Unlike other boxers who seem to age a little with each punch they absorb, Bernard Hopkins is still a marvel to watch at 49 years of age.
The Philadelphia native is gearing up for his 66th professional bout as he tries to increase his record as the oldest world champion in boxing history.
He will be two months shy of his 50th birthday when he seeks to defy Father Time once more by squaring off against Russian Sergey Kovalev in a light heavyweight unification fight today at the Boardwalk Hall Arena.
“This isn’t about being an athlete, a boxer or whatever it is. This is something separate. Me as a man. I’ve been here since 1965. I have been special ever since. I still have the hunger to prove myself,” said Hopkins who hopes to add Kovalev’s WBO title to his WBA and IBF 170-pound belts.
George Foreman was the oldest title holder until Hopkins showed up on the scene. Foreman last fought at 48 and won his last title at 45.
Hopkins turned pro in October 1988 when Ronald Reagan was President, fighting for a quarter century.
“I don’t mind putting my wits up against anyone’s wits today,” said Hopkins on Thursday. “When I step into the ring I am at war with everybody.”
Hopkins, who grew up on the crime-plagued streets of north Philadelphia, is the second of eight children and the son of a city rubbish collector.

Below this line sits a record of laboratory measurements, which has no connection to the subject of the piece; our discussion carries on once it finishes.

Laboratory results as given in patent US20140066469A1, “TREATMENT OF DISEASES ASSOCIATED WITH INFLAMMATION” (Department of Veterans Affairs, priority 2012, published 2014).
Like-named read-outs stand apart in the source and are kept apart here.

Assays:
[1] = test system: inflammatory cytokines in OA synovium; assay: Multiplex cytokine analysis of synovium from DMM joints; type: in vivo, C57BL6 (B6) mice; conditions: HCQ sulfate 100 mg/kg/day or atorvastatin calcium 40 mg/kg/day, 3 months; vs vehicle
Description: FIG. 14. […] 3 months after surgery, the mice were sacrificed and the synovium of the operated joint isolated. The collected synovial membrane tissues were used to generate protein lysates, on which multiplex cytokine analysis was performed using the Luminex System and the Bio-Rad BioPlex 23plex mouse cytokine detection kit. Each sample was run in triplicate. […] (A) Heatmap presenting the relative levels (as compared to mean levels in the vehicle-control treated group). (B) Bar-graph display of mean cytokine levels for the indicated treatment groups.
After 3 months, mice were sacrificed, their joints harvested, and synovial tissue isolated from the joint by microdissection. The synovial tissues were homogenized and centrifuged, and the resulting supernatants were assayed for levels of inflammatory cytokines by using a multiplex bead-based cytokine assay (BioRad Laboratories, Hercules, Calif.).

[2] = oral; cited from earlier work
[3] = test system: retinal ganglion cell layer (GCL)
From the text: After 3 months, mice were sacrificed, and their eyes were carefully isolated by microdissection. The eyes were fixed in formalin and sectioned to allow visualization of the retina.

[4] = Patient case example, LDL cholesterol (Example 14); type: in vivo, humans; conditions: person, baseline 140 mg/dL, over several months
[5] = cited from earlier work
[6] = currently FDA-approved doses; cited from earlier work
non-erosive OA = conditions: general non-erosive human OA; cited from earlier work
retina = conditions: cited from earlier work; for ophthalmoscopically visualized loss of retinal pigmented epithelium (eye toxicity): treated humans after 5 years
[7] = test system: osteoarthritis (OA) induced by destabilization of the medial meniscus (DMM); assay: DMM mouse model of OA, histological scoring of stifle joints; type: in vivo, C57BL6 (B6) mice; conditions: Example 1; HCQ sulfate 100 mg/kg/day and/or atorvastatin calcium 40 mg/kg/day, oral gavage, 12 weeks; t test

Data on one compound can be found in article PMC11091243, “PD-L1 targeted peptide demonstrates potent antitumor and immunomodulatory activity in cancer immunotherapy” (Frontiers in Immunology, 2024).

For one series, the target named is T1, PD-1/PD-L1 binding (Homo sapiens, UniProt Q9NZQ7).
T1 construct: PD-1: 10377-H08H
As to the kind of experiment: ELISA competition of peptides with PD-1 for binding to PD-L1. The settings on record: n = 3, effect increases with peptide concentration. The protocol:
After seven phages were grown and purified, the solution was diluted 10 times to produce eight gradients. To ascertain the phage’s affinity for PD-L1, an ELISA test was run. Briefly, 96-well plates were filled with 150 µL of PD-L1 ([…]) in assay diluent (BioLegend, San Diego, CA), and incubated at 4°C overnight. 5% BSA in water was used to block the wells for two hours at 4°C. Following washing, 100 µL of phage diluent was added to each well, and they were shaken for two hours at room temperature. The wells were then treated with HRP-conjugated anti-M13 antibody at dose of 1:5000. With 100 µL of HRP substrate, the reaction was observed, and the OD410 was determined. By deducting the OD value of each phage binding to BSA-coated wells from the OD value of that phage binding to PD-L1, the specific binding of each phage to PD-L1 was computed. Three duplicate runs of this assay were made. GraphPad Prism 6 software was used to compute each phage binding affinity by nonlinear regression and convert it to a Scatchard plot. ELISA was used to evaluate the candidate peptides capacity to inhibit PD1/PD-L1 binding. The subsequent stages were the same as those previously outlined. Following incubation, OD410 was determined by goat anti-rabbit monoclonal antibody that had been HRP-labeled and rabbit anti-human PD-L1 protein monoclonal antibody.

Hopkins was arrested more than two dozen times and stabbed three times. Boxing was his way out of the projects. But not before he served time in prison for armed robbery. He was paroled at age 23.
Hopkins hopes to dispose of Kovalev, who is 21 years his junior, and then defend his title at age 50.
But the Russian slugger is Hopkins’ most dangerous challenger in more than a decade.
“All roads lead to this fight. This is a huge fight in my career and in my life,” Kovalev said on Thursday. “Bernard Hopkins is a legend. He is a professor of professional boxing. This fight is dangerous for me but this fight is also dangerous for him.”
Kovalev has only one minor blemish on his career, a technical draw. In his 25 wins, only four opponents have lasted more than four rounds.
“In the beginning of my career, I was ready to fight anywhere at anytime. No one knew me in America and I built my career from zero. I fought any place, any opponent,” Kovalev said.
Kovalev, who goes by the nickname “Krusher” has earned a reputation as a hard puncher. In 2011, Kovalev fought and beat Roman Simakov who suffered brain injuries and died three days later.